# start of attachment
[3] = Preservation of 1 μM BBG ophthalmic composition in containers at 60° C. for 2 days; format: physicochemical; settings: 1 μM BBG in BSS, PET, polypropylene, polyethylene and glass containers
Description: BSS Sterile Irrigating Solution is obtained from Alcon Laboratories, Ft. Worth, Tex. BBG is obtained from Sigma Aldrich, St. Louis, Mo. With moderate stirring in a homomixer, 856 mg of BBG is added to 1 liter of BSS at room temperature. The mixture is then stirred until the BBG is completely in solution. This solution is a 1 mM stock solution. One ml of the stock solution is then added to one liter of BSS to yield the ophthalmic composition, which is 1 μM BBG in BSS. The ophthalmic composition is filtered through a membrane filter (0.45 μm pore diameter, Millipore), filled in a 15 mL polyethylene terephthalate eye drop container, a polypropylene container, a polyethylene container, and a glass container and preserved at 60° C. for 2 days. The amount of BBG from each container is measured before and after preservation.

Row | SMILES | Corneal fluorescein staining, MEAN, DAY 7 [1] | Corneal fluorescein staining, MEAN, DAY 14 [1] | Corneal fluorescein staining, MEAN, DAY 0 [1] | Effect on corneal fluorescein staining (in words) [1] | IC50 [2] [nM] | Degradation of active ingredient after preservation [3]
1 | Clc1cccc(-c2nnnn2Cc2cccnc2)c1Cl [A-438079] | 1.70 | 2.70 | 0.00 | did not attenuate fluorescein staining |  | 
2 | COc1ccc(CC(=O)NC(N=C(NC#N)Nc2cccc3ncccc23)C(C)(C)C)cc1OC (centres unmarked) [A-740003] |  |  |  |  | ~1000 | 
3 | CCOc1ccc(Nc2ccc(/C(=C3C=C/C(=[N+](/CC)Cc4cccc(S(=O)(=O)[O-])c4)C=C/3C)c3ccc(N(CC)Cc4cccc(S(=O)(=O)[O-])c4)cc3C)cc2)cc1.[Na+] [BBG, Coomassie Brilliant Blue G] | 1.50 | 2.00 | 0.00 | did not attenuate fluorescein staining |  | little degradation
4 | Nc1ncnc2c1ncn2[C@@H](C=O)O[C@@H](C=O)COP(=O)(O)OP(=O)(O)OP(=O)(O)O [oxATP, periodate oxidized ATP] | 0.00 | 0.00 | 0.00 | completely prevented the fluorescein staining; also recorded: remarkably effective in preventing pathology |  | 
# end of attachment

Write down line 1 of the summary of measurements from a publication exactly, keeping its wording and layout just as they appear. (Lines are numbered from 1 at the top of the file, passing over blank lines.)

[3] = Preservation of 1 μM BBG ophthalmic composition in containers at 60° C. for 2 days; format: physicochemical; settings: 1 μM BBG in BSS, PET, polypropylene, polyethylene and glass containers